The rubber game of the three-game set against Indiana concludes Sunday starting at 1:00 p.m.  After wrapping up the first home series of the season, Penn State heads to East Lansing to take on Michigan State for a weekend series.  Friday's game begins at 4 p.m., while first pitch for Saturday and Sunday's games are set for 1 p.m.  


By Mike Gilbert, Student Staff Writer

UNIVERSITY PARK, Pa. - After what seemed like an eternity on the road, the Penn State softball squad finally returns to Beard Field this weekend.  The team played its first 30 games away from the friendly confines of State College, but now gets a chance to open up their home turf against Indiana beginning on Friday. 


"We're so excited and at the same time, I worry about us being so excited that by the fifth inning, our adrenaline crashes.  We've done that in the past, but to be at home in front of our fans, it's going to be amazing," said head coach Amanda Lehotak.


The Lions have only been the "home team" eight times this season, meaning even though they have been playing away from Beard Field, they have started the game on defense.  According to Lehotak, there is a big difference in strategy and feel of the game when opening up on defense instead of at bat. 


"Statistically, if you're the home team, the winning percentage is much higher.  When you're the visitor, you feel like the underdog.  If you're the home team, I feel like you can ease into it a little bit.  You can see how they're going to throw you and how they are going to attack you," said Lehotak.


There is a mental part of the game associated with being the home team as well.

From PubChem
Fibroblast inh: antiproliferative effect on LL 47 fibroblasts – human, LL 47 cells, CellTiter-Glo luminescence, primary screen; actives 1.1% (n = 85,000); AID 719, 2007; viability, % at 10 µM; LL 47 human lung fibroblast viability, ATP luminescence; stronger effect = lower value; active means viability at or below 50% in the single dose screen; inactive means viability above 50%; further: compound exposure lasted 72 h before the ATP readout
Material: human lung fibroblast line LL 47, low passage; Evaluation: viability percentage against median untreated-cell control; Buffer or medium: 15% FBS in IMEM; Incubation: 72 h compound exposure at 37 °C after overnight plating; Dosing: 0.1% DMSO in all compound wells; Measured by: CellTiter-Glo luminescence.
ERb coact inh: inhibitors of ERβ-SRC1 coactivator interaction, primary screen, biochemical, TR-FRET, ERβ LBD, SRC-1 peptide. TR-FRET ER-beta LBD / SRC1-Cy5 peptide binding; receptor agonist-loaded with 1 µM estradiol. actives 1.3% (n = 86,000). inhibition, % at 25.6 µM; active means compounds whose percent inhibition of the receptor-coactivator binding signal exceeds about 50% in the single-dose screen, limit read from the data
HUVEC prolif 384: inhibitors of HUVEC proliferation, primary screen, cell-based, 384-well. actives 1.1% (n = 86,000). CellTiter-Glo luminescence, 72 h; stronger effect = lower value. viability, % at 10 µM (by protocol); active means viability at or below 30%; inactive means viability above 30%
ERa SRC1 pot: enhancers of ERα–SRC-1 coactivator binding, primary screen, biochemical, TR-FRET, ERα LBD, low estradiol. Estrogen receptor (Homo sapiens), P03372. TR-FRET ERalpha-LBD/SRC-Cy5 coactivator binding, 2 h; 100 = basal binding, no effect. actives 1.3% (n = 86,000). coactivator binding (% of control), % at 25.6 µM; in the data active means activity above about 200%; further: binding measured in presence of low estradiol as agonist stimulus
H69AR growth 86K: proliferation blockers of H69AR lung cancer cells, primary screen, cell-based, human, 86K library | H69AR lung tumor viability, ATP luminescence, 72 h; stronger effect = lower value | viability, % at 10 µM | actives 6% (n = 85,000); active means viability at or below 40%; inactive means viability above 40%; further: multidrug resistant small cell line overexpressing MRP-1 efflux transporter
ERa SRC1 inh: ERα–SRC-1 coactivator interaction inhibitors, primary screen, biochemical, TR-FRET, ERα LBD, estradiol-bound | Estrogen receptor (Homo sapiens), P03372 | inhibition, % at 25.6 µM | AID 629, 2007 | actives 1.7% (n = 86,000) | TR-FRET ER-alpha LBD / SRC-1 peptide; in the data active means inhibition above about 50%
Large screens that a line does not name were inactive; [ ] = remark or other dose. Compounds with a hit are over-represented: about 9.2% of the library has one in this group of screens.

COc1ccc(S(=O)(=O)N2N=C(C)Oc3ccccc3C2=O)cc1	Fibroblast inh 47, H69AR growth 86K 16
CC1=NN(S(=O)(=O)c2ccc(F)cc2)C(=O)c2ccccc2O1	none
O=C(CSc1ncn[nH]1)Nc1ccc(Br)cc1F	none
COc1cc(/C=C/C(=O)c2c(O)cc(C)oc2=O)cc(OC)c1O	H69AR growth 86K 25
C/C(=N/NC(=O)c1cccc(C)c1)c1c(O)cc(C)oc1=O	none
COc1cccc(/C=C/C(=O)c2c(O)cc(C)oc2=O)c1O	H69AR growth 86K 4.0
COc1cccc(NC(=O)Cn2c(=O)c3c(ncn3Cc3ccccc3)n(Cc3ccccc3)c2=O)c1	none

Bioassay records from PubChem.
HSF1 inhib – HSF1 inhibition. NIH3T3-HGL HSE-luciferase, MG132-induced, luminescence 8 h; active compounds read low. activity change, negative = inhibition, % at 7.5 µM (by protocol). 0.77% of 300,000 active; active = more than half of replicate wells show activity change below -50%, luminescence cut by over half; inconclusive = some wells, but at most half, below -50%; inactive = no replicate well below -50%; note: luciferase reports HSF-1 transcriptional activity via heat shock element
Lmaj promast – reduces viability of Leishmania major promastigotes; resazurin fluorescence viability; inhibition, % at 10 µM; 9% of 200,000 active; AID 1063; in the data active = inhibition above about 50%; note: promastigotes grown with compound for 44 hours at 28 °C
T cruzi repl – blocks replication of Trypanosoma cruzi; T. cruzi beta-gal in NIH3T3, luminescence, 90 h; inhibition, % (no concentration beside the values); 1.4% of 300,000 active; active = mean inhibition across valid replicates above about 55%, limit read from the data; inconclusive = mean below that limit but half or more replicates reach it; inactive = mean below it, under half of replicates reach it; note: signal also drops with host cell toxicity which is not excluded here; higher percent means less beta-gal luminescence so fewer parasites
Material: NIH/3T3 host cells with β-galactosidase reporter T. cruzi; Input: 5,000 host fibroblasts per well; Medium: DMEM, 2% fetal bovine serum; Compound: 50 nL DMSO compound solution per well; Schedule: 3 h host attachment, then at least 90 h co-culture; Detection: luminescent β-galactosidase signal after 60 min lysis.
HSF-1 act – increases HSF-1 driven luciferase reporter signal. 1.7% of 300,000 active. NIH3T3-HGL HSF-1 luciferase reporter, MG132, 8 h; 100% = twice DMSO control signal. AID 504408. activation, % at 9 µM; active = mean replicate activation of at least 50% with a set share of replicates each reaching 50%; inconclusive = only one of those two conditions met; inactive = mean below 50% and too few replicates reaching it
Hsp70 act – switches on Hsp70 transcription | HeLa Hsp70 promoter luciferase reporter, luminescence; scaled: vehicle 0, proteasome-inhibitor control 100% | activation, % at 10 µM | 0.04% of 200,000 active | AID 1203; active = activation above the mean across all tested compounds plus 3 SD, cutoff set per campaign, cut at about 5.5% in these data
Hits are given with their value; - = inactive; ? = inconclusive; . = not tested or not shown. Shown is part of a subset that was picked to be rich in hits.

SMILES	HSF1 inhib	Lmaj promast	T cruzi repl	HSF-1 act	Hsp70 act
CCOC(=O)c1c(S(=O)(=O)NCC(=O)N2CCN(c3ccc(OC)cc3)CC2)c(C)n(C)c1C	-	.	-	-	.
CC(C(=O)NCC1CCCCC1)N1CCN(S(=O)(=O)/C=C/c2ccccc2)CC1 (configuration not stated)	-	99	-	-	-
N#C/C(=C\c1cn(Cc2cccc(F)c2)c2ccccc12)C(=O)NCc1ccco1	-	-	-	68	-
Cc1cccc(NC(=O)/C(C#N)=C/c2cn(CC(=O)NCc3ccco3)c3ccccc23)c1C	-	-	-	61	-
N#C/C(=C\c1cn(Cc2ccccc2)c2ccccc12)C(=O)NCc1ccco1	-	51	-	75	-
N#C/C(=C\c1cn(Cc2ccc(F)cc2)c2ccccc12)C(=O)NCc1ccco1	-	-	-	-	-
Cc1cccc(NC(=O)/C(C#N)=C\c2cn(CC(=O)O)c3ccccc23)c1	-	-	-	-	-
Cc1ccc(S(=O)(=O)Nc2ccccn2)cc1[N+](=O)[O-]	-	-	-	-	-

"It's a completely different mindset and kind of out of our comfort zone since we've had so many games where we're not in that position.  But, it's a weekend where we can take care of business," added Lehotak. 


The keys to the weekend series against the Indiana Hoosiers are the same as all season, according to Lehotak.  Her team must rely on the starting pitching relaxing and finding a groove, and the defense needs to limit runs being scored in bunches.  Of course, timely hitting is a key factor, something the team is still working on.


The players themselves can't wait for Friday to arrive.


"I'm very excited.  Everybody always talks about how it's the best part playing at home, and I'm just very excited," said freshman bright spot Madey Smith. 


The excitement coming home is even higher due to the stakes, as the game with the Hoosiers will open home Big Ten play Friday, Saturday and Sunday, at 6pm, 3pm and 1pm, respectively.  The Nittany Lions come into the conference home opener at 12-18 on the year, while Indiana is 16-16. 


Fairly evenly matched with their Big Ten opponent, the Nittany Lions are primed to make a splash this week, and can do that in front of an army of supporters.